Don't penalize doctors for patient behavior that can't be controlled

LETTER — Posted Feb. 20, 2006

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Regarding "Pay-for-performance at odds with the idea of patient autonomy" (Letters, Jan. 16): I agree wholeheartedly with Christine Eady, DO, of Austin, Texas, regarding the fact that performance measures should take into account those aspects of medical care over which we physicians actually have control -- i.e., education and health maintenance and treatment recommendations. Physicians don't have the ability or authority to impose our recommendations onto our patients if they are unwilling to be compliant.

I would like to offer another option to improve patient care, and simultaneously reward physicians for appropriate recommendations. Insurance companies should pay physicians our fees instead of deleting the 99214 code from their reimbursement. If they wish, they may pay us a bonus for following health maintenance and treatment guidelines, while realizing this may cause an increase in the cost of caring for patients (such as ARBs for diabetic patients, colonoscopies, mammograms, etc.). I fear that in the future we will be penalized for increasing the cost of care by adhering to these recommendations.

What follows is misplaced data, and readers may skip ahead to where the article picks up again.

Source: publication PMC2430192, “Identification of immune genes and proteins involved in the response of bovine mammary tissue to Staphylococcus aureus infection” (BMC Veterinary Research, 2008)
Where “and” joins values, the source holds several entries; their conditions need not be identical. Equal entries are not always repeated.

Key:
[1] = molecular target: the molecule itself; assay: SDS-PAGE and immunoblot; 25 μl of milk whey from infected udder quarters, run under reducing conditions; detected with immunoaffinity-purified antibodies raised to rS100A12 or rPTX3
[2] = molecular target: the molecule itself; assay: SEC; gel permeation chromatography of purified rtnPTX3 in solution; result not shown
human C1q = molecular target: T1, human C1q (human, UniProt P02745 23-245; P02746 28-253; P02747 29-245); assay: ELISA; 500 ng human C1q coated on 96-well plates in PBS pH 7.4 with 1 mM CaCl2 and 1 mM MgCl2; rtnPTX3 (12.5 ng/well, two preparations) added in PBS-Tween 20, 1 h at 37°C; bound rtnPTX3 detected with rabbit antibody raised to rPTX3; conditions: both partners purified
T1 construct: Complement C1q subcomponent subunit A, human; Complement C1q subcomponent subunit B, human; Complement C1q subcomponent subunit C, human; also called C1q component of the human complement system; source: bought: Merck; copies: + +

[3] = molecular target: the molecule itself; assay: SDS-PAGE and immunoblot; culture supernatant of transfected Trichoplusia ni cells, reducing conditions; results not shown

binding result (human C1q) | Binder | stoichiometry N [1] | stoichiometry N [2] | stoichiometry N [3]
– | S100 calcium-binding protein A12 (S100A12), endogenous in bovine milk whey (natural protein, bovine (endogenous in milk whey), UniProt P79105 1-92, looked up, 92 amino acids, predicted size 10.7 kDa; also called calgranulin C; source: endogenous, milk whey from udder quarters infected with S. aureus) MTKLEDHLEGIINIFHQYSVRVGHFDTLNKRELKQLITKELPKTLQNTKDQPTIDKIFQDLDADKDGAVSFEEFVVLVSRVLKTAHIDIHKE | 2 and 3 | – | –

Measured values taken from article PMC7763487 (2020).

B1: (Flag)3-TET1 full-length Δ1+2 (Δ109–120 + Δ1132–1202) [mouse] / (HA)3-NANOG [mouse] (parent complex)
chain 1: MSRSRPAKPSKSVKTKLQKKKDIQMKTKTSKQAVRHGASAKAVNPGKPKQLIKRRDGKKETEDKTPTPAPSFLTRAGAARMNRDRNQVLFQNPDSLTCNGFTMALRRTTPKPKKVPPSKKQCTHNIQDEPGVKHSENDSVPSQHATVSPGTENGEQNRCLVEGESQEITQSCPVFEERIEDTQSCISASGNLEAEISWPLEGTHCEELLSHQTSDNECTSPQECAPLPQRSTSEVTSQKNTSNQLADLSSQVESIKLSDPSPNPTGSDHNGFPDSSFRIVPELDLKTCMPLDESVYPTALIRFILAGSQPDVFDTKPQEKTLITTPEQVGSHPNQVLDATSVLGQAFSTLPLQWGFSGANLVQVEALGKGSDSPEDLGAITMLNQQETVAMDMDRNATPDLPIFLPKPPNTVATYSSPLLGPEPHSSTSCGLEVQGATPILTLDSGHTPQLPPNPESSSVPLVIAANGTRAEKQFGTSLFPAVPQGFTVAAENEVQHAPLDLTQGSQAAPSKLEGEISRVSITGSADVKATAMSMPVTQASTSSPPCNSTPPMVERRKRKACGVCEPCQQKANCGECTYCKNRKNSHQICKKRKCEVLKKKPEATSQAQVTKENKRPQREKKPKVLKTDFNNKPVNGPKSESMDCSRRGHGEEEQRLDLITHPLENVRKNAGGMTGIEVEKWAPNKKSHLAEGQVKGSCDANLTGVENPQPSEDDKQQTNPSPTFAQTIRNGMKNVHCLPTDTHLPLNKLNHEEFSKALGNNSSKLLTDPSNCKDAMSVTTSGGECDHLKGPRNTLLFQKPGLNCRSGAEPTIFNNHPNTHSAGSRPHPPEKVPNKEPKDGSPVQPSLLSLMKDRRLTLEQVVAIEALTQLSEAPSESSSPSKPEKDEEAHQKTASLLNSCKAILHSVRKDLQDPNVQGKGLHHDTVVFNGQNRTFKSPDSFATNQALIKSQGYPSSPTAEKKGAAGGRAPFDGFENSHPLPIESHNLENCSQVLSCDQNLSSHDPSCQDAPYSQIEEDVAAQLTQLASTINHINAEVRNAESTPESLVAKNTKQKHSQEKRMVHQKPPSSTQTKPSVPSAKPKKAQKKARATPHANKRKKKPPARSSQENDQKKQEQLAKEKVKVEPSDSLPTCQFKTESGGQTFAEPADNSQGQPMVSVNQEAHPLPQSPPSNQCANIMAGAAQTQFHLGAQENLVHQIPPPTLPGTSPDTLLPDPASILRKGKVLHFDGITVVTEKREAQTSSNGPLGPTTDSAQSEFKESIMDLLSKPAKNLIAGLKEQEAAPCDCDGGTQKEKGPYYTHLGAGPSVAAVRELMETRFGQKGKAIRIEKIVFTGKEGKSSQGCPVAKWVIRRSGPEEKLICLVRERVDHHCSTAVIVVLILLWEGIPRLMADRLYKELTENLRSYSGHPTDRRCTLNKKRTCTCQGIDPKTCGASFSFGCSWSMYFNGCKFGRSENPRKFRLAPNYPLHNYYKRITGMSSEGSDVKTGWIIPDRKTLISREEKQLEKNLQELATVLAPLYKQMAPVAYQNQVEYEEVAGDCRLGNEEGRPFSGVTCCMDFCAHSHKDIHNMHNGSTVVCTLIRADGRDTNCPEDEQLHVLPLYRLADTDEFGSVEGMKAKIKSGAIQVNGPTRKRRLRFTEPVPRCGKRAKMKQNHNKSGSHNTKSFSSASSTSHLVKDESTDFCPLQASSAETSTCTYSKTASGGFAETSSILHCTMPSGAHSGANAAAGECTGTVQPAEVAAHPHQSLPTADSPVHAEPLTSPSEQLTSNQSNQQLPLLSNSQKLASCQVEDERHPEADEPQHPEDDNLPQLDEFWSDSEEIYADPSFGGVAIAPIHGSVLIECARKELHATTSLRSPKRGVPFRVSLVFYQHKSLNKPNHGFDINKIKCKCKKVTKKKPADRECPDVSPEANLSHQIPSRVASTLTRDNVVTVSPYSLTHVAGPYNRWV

Additionally, the insurance companies should assign significantly higher co-pays or deductibles to patients who do not follow through with documented physician recommendations regarding performance measures. This will give the physician the positive reinforcement for adhering to recommended guidelines, and give negative reinforcement to bad behavior -- just like raising a child.

David Kerner, DO, Fishkill, N.Y.

Note: This item originally appeared at http://www.ama-assn.org/amednews/2006/02/20/edlt0220.htm.

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